| ANCHORAGE, Alaska, April 27
ANCHORAGE, Alaska, April 27 A century after the
first climber reached the summit of North America's tallest
peak, a growing movement of Alaskans is seeking to have it
renamed Denali, a moniker meaning "the High One" that is
traditionally used by Native Alaskans.
The 20,320-foot (6,194-metre) peak is officially named
"Mount McKinley" after the 25th U.S. president, William
McKinley, although many mountain climbers and locals refer to it
by the name used by the region's Athabascan people.
"This is the tallest mountain in North America and we
deserve to have this Alaskan landmark bear an Alaskan name,"
Alaska Republican U.S. Senator Lisa Murkowski said in a
statement announcing her introduction of a bill in January that
would officially designate the mountain as Denali.
Previous efforts to rename the peak, including an earlier
attempt by Murkowski, did not succeed.
The McKinley name has been ardently guarded for decades by
Ohio politicians, who say it is a fitting tribute to the Ohioan
who was president from 1897 until his assassination in 1901.
Former U.S. Representative Ralph Regula, an 18-term
Republican whose district included McKinley's hometown of
Canton, was the most prominent defender, often using the
appropriations process to block any name changes.
When he retired in 2009, younger Ohioans took up the cause.
U.S. Representative Tim Ryan, an Ohio Democrat, has introduced
his own bill to preserve the mountain's McKinley name.
"We must retain this national landmark's name in order to
honor the legacy of this great American president and patriot,"
Ryan said in a statement.
The official U.S. government name was bestowed at the urging
of a gold prospector to celebrate the 1896 presidential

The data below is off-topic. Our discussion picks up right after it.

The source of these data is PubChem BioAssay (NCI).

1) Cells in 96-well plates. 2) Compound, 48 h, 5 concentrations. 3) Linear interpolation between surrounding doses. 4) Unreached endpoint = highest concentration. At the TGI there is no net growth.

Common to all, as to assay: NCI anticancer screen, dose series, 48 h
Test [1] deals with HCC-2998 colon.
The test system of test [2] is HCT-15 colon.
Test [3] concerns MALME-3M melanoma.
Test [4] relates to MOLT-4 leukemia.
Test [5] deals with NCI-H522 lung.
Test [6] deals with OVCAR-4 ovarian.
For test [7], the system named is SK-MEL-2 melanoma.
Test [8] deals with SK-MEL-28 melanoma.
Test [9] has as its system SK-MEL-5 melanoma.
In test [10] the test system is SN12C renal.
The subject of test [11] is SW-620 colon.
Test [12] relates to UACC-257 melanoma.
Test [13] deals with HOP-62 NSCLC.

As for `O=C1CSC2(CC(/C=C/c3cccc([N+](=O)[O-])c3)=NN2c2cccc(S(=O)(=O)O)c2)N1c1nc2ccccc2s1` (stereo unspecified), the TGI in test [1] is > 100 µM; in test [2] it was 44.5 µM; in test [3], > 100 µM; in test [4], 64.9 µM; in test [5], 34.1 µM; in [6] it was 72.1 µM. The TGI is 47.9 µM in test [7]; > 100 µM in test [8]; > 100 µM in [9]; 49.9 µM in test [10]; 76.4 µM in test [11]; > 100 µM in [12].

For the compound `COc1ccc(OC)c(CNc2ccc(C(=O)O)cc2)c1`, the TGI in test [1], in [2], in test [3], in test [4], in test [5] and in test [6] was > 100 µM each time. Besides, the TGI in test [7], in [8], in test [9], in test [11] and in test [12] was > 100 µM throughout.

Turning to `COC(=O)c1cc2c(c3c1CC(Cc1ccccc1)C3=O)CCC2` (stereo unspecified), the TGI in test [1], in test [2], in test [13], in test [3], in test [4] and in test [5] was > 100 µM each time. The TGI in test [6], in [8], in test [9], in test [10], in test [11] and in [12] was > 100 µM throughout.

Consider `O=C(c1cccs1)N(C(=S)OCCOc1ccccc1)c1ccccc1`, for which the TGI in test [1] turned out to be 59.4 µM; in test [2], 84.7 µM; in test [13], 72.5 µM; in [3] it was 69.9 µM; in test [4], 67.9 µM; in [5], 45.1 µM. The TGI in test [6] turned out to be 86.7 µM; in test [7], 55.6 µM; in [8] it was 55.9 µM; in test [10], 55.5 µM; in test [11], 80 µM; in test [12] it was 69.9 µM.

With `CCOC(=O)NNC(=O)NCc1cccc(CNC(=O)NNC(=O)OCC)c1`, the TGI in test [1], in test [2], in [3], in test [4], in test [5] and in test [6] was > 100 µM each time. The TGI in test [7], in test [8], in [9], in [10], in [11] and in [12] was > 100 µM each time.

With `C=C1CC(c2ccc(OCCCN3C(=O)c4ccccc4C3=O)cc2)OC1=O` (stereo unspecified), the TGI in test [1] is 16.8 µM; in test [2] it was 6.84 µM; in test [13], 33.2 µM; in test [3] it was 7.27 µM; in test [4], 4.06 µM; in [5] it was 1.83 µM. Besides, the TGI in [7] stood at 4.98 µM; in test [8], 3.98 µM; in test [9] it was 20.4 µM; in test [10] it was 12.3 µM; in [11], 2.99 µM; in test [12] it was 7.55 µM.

nomination of McKinley, a Republican champion of the gold
standard and political foe of Democrat William Jennings Bryan, a
Name-change advocates are hoping the 100th anniversary of
the first summit expedition will give their campaign momentum.
Murkowski's bill is co-sponsored by Alaska's other senator,
Democrat Mark Begich, and has the support of Senator Mark Udall
of Colorado. Udall, a Democrat and chairman of the Senate Energy
and Natural Resources subcommittee on public lands, has climbed
the Alaska mountain.
"I think the idea of designating `Denali' keeps faith with
the Native people," Udall told a Senate hearing on Wednesday.
The Alaska-Ohio name debate began in earnest in 1975. That
year, the state of Alaska officially designated the mountain
name as "Denali" and urged Congress to do the same.
A compromise of sorts was struck in the 1980 Alaska National
Interest Lands Conservation Act, which established more than 100
million acres (40 million hectares) of new parks, wildlife
refuges and other protected land units in Alaska. That act
tripled the size of the old Mount McKinley National Park,
creating today's 6 million-acre (2.4 million-hectare) Denali
National Park and Preserve.
McKinley name supporters counter that before 1896, the
mountain had several names bestowed in different Alaska Native
languages and in Russian, including "Dghelay Ka'a" and
"Bol'shaya Gora." They translated to "big mountain," "the big
one," "the high one" or "great mountain," according to the
Alaska Dictionary of Place Names.
For now, the U.S. Department of the Interior has staked a
neutral stance in the name debate.
"The department does not object to this bill and appreciates
the long history and public interest for both the name 'Mount
McKinley' and the traditional Athabascan name 'Denali,'" Peggy
O'Dell, deputy director of the National Park Service, said at
In 1913, Walter Harper, a 21-year-old Athabascan, was the
first member of a four-man climbing party to reach the top.
This summer, Harper's great-grandnephew and descendants of
other members of the 1913 summit team will mount an expedition
to follow their ancestors' path. The trek is scheduled to start
on June 7, 100 years after Harper reached the summit.
It is significant that three of the six people in that first
successful expedition were Alaska Natives, said Dana Wright,
Harper's 27-year-old great-grand-nephew. Aside from Harper, the
other two maintained a base camp and delivered supplies by
sled-dog team, he said.
Wright, a back-country snow boarder from Anchorage, said he
would prefer the mountain be named "Denali," which he said was
what the original summit team called it.
"I would like the name changed back. I think it's a much
more majestic name than Mount McKinley," he said.
(Editing by Cynthia Johnston and Peter Cooney)